Uterine leiomyomas are common, benign, smooth muscle tumors of the
uterus. They are found in nearly half of women over age 40 and
infrequently cause problems. Synonyms include Fibroids, Myomas, and
Fibroids tend to grow under the influence of estrogen,
and regress when the estrogen levels are reduced. Thus, growth
frequently occurs during pregnancy, followed by regression following
delivery. After the onset of menopause, fibroids generally regress.
High-dose birth control pills, by virtue of their high estrogen content,
can cause fibroids to grow larger. Low-dose birth control pills, in
contrast, leave circulating estrogen levels the same (or reduced) and do
not stimulate fibroid growth.
Most women with uterine fibroids have no symptoms, but some do. Symptoms
that might be experienced include:
- Heavy menstrual flows: This happens more often with
submucous fibroids (just below the surface of the endometrium) that
expand the cavity size leaving a much larger surface area for
bleeding. Pedunculated fibroids that protrude into the uterine cavity
and also cause menorrhagia by interfering with the mormal contractile
mechanisms of the uterus.
- Bleeding between periods: Pedunculated fibroids and
submucosal fibroids can mechanically traumatize the uterine lining,
leading to dysfunctional bleeding.
- Pain: This may take the form of menstrual cramps,
painful intercourse on deep penetration, pain of acute fibroid
degeneration, and chronically inflamed fibroids with a dull, aching or
heaviness that is mostly constant.
- Infertility: Fibroids, depending on their location,
can interfere with fertility.
- Pelvic Pressure: This heaviness in the pelvis is
distracting and annoying
- Stress Urinaty Incontinence: The bulk and irregular
proportions of fibroids can distort the pelvic anatomy sufficiently to
interfere with normal urinary retention and release.
- Ureteral Obstruction: If large enough and filling
the pelvis, fibroids can put pressure on and partially obstruct the
ureters, increasing the risk of infection, stones and renal disease.
The uterus is irregularly enlarged and usually somewhat asymmetrical. It
may be tender and may assume very large sizes. Unlike the soft uterus
containing a pregnancy or adenomeiosis, the fibroid uterus is very firm.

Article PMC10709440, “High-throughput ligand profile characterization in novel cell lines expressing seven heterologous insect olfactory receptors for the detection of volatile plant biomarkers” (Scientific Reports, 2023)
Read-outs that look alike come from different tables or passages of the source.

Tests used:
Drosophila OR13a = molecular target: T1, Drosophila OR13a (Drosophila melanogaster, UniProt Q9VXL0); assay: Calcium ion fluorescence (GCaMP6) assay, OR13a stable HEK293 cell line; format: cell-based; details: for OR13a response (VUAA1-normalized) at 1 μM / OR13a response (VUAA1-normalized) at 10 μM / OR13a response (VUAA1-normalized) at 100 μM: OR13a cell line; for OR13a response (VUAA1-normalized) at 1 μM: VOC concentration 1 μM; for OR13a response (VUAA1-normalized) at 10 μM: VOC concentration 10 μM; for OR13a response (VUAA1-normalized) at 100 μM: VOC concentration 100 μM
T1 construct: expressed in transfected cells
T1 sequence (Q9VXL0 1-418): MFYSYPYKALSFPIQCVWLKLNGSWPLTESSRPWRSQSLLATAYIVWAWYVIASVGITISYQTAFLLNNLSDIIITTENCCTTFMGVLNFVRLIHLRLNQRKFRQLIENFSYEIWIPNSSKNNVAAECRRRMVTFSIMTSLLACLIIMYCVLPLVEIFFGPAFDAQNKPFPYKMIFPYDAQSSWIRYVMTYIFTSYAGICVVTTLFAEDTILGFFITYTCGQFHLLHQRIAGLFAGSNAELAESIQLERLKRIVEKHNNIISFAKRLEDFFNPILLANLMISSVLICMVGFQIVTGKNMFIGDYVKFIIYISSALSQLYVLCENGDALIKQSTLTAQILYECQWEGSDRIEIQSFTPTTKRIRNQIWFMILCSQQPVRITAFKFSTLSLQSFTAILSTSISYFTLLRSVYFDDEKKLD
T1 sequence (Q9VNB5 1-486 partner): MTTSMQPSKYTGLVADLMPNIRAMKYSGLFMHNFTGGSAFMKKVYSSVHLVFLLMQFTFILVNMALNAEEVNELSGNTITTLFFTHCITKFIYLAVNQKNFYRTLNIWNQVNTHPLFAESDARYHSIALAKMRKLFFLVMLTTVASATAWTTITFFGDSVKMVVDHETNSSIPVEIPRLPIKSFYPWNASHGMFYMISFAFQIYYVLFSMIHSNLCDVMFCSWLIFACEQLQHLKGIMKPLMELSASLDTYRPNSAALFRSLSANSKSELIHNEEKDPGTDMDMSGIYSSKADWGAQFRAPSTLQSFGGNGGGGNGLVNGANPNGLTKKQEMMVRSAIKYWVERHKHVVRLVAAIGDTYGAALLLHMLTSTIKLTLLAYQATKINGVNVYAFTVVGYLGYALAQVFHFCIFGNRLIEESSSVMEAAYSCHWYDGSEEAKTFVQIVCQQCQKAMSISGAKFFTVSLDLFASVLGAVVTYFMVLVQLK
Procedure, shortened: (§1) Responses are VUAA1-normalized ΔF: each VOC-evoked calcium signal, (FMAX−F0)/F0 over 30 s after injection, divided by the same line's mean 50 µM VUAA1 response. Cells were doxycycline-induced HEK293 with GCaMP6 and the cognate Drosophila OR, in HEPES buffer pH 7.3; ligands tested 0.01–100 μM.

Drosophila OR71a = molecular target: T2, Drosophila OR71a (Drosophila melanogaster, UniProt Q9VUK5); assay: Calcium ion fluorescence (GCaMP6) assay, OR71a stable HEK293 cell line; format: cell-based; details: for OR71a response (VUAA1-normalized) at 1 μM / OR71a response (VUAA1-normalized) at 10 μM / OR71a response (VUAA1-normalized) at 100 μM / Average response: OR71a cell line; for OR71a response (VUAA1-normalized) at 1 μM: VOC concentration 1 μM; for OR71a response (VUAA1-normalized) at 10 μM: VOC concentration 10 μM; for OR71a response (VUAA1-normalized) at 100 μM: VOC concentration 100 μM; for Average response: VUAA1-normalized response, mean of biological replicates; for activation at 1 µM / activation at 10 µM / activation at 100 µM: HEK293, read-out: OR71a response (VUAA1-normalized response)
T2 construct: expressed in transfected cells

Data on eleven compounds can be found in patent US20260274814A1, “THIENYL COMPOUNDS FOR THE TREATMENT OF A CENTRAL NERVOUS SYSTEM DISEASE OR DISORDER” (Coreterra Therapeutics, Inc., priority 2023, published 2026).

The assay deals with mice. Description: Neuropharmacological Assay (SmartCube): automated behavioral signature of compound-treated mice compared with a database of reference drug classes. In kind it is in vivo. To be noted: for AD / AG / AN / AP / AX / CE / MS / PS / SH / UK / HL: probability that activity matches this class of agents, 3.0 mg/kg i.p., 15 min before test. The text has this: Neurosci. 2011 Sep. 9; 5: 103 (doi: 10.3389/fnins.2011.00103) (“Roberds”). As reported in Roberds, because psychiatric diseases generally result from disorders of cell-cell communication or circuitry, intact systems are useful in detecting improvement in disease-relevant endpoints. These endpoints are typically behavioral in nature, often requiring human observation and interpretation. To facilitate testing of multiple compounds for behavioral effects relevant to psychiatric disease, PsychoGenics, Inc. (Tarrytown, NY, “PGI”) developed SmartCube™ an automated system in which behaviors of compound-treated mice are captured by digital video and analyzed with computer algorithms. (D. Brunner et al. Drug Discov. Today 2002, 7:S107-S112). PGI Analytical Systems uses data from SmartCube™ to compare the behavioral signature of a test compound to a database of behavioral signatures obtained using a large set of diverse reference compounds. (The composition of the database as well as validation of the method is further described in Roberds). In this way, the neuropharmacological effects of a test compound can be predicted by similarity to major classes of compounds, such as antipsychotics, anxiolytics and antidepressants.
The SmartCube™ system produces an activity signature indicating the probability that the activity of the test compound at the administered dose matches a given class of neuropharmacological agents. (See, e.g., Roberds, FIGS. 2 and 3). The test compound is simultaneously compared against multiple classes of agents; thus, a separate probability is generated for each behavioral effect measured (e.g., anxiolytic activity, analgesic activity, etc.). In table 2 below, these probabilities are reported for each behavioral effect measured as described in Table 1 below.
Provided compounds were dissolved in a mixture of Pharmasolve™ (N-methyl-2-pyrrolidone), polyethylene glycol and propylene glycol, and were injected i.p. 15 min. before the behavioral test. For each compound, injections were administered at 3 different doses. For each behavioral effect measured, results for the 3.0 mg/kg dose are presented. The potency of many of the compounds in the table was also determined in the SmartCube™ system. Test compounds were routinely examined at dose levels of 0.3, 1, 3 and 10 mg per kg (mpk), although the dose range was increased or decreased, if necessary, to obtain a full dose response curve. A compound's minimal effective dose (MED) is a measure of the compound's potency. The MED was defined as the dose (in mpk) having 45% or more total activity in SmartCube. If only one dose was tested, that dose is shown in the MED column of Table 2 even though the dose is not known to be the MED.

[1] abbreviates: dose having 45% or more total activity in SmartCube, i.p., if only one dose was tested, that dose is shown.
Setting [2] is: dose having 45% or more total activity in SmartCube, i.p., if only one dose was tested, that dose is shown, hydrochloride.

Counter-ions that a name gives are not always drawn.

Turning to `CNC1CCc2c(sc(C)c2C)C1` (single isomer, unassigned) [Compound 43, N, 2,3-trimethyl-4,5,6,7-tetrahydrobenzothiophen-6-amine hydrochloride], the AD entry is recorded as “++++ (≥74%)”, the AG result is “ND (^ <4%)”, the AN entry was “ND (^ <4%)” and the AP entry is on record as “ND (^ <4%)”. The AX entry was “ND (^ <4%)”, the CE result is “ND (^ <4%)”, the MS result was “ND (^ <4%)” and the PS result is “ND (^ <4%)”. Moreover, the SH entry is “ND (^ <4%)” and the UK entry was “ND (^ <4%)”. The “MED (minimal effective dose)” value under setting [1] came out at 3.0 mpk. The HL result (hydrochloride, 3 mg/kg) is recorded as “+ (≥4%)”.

Confirmation of Diagnosis
The diagnosis is usually based on the clinical findings of an enlarged,
irregularly shaped, firm uterus that may or may not be tender.
Sometimes, the diagnosis is unclear and diagnostic tests are used to
delineate the fibroids and rule out other problems. These include:
- Ultrasound: This is a reliable means to show the
fibroids and distinguish between ovarian and uterine growth.
- MRI and CT Scanning: These can be useful, showing,
for example, whether the ureter is obstructed and ruling out bowel
- Laparoscopy: Rarely used for diagnostic purposed, it
might occasionally be used for confirming the diagnosis of fibroids
coming from the uterus.
- Histology: As the risk of malignancy in a mass
thought clinically to be a fibroid is <1%, this option is only
infrequently chosen. Factors that could increase your concerns for
this could be rapid growth or other associated symptoms
No single treatment plan is best for all women with fibroids. In
most cases, no treatment at all is necessary. The fibroids are
measured and observed over time, with the expectation that at
menopause, they will regress. However, for those with significant
symptoms, very large fibroids, or rapidly growing fibroids, a number
of treatments can be considered. Important factors in deciding therapy
are the severity of the symptoms, associated symptoms, age, and
preservation of fertility:
- Hysterectomy: This is the only permanent cure for
fibroids. I provides definitive treatment, but requires major
surgery, abdominal, vaginal or laparoscopic.
- Myomectomy: For women who wish to preserve their
childbearing capacity, this option may be the best. Unfortunately,
myomectomy is often a more complicated procedure than hysterectomy,
involving longer recovery, greater risk of blood transfusion and
- Birth Control Pill/Progestins: While these will
not shrink fibroids, they may be effective enough in controlling the
symptoms (particularly bleeding) that the patient can make it
through to menopause.
- GnRH Analogs: Through suppression of the release
of gonadotropins, these effectively reduce estrogen concentration to
menopause or near menopause levels. This has the desired effect of
shrinking the fibroids. Unfortunately, after 6 months, when the GnRH
must be stopped, the fibroids will rapidly re-grow, making this a
temporary treatment. But temporary treatment may be very
satisfactory if the goal is to shrink the fibroids to a more
manageable size prior to surgery. The menopausal symptoms can
usually be controlled with add back estrogen, if desired.
- Embolization: Under interventional radiology
guidance, a catheter is threaded through the uterine arteries and a
bolus of tiny plastic pellets injected. These pellets lodge in the
small arterioles leading to the fibroids, reducing their blood flow
and causing necrosis. Good results have been reported in a limited
number of cases by skilled hands in a few centers. Serious
complications have also been noted, leading to emergency surgery and
life-threatening problems. Whether this approach will prove to be
widely accepted remains to be seen.